Tarsitano's Artisan Winery used to be a dairy farm. "But I would rather squeeze grapes than cows, so I started a winery," Ken Tarsitano says. This isn't the only reason Ken turned his 17 acres—which has been in his family for five generations—into a vineyard. His grandfather, Michael Tarsitano, "always had something bubbling away in his cellar," and it was Grandpa's ability to transform elderberries, apples, and even dandelions into wine that inspired Ken.
Today, Ken is the owner, vineyard manager, and winemaker at his eponymous winery and vineyard, whose 25 grape varieties have been organic since its 1998 inception. Wine isn't the only thing visitors dine on here: winery goers savor flatbreads and cheese plates. Tarsitano's Artisan Winery even hosts events, such as moon-viewing parties, where guests gather to launch sky lanterns in the light of a waxing moon.
Helmed by veteran knitter and patternmaker Kate Jackson, KNOTS - Knitting on the Square's in-depth classes help fledgling needlers build practical masterpieces row by row. Knot-makers study the nuances of knitting, learning how to cast on, bind off, and create the raised loop of the purl. During their two sessions, students fashion a pair of cotton dishcloths, adding a cozy sense of teamwork and enhanced high-five possibilities to routine kitchen chores. Supplies are not included and can be purchased at the establishment ($10–$12). The helpful hands at KNOTS also offer step-by-step guidance to knitters and crocheters of all skill levels during free Saturday morning workshops.
Just Your Image's transfer team transports precious, tape-contained memories to digital discs. The skilled technicians treat sentiment-saturated spools with care, preserving tapes' fettle while extracting and upgrading copies of its nostalgia. Transferring stories to DVD safeguards them for future generations, offering protection from wear, tear, and jealous Betamaxes. This Groupon is good for a year’s time, allowing purchasers plenty of time to root through their attics, movie collections, and life-sized Monopoly rooms to find the VHS tapes most ripe for repeated viewing.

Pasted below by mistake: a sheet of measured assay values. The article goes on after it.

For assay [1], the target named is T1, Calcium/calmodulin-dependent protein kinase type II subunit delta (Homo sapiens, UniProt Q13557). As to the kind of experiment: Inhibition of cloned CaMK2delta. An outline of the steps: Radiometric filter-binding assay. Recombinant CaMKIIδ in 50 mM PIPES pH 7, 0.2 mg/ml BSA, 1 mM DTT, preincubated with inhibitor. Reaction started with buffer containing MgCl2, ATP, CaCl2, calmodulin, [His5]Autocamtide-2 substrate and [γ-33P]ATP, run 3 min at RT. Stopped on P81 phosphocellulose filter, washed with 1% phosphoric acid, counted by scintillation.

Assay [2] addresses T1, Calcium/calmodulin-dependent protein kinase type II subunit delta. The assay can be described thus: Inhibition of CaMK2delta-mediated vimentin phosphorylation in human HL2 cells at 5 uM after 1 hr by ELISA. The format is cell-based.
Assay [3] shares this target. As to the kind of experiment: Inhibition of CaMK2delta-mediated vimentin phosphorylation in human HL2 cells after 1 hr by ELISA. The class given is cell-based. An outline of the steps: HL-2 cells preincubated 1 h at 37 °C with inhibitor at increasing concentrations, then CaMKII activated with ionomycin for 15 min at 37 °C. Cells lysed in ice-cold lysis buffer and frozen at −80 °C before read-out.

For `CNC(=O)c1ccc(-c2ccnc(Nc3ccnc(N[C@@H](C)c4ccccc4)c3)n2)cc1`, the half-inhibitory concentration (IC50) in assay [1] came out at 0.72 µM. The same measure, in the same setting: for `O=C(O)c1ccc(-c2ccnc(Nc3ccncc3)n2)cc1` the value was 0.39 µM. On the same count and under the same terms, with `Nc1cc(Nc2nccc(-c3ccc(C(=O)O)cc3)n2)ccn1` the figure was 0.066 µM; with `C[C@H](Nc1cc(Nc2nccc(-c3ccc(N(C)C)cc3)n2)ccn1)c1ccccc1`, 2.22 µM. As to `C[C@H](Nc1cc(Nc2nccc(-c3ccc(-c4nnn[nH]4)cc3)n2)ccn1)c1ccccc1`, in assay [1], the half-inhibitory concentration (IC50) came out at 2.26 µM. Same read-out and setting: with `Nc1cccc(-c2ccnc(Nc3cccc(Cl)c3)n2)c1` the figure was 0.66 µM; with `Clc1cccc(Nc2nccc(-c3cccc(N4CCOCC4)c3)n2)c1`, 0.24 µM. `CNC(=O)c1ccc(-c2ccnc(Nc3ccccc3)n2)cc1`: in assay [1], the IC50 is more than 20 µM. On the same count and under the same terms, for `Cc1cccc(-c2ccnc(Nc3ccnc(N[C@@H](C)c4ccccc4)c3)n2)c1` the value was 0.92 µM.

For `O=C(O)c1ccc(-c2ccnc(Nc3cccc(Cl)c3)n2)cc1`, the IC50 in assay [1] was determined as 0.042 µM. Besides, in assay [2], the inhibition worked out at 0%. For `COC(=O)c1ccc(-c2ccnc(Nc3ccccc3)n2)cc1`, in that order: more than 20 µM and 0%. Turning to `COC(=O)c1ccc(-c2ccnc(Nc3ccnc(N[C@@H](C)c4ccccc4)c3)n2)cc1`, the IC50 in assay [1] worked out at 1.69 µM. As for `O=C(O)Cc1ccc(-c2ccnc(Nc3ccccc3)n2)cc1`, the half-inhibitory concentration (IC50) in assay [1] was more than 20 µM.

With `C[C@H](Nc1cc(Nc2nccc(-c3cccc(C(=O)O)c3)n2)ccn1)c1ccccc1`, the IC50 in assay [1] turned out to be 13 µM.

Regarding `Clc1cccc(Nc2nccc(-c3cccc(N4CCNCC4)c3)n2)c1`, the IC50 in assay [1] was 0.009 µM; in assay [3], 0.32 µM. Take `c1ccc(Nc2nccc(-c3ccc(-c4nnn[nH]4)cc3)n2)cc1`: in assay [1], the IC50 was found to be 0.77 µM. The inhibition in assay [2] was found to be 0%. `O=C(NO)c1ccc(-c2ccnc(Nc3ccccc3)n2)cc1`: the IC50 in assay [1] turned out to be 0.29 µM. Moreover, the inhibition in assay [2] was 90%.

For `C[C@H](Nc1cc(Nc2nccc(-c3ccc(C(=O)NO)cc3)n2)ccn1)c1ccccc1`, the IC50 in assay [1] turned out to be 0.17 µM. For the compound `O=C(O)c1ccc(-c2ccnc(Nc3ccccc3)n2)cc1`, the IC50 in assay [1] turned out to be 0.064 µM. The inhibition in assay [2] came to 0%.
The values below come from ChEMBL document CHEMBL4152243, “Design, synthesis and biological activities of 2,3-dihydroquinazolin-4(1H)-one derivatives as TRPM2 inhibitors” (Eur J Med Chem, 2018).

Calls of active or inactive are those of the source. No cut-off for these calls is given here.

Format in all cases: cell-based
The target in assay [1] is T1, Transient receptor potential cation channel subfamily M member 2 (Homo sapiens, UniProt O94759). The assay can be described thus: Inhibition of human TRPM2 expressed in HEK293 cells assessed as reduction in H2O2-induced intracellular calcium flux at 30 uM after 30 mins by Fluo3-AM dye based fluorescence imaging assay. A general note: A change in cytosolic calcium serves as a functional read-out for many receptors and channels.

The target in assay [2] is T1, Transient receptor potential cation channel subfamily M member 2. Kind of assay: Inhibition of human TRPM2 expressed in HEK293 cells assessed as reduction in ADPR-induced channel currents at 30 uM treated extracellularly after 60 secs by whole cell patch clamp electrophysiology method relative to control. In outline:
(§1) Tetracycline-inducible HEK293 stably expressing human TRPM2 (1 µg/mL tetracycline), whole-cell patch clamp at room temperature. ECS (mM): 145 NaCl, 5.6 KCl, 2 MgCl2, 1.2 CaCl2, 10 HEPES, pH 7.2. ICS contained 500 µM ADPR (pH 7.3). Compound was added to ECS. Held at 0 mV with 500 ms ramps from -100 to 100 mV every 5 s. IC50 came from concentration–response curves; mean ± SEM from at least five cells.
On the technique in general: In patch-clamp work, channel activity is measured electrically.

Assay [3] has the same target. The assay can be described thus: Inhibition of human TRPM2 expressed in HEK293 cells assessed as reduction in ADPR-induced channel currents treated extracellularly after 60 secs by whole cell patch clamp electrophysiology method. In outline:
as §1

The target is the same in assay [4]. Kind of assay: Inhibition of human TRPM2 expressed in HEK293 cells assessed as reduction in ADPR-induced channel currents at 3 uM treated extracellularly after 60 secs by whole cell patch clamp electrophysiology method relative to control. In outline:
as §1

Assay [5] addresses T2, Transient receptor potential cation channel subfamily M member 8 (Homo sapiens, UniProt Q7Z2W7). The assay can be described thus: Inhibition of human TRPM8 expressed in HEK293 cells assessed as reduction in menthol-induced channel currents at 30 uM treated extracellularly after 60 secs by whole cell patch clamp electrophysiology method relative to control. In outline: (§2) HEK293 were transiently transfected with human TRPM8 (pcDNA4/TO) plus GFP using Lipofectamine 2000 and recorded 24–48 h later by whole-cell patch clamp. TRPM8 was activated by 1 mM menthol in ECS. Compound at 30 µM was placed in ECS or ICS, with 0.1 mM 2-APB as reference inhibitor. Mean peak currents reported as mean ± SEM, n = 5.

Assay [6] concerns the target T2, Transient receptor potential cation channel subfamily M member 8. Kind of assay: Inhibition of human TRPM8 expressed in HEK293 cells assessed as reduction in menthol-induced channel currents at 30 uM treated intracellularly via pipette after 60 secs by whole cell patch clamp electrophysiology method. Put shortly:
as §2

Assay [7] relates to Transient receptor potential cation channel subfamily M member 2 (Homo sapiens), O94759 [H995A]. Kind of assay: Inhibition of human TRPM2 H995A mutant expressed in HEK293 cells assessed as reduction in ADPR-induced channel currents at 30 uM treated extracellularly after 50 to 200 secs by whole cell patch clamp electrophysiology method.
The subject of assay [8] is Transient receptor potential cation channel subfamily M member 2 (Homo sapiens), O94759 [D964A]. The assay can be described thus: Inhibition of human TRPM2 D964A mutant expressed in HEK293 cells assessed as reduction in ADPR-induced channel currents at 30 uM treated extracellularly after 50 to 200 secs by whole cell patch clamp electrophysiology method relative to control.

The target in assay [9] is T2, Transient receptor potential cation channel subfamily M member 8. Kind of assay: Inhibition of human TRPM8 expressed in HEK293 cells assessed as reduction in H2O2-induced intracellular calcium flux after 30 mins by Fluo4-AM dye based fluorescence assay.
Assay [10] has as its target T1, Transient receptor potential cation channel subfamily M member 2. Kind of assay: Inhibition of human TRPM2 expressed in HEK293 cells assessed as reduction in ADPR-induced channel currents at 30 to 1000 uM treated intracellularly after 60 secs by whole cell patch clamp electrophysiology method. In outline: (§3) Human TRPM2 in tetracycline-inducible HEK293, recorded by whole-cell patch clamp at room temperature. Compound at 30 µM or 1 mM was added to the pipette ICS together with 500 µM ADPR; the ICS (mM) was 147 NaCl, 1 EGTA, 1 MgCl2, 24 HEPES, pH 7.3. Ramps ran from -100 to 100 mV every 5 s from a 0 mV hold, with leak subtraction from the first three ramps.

Since opening in 1999, Pentagon Paintball has earned the distinction of being one of the tri-state area’s largest paintball complexes, as well as the only safety-certified arena in Erie County. With a more-than-2,000-square-foot pro shop and six different outdoor fields, Pentagon provides ample opportunity to ambush friends, strangers, and renegade blades of grass with paint guns year-round. Add heightened realism to Road Warrior reenactments with 30-foot towers on the Urban Jungle field, or play cards and trade war stories while crouching in one of more than 50 bunkers inside The Depot field—one of the most popular fields for recreational players. The playing courts’ short and tall grasses are traipsable all year long; Pentagon Paintball plows all fields when snow amasses more than 10 inches, swiftly quashing any Frosty the Snowman-led insurgencies. Gas grills are available on site for complimentary use, so bring some cookables with which to refuel. When questions arise over who hit whom, what the boundaries are, and exactly what Georges Seurat’s motives were when he invented competitive paintball in 1886, just ask one of the knowledgeable referees, who are on hand for every match.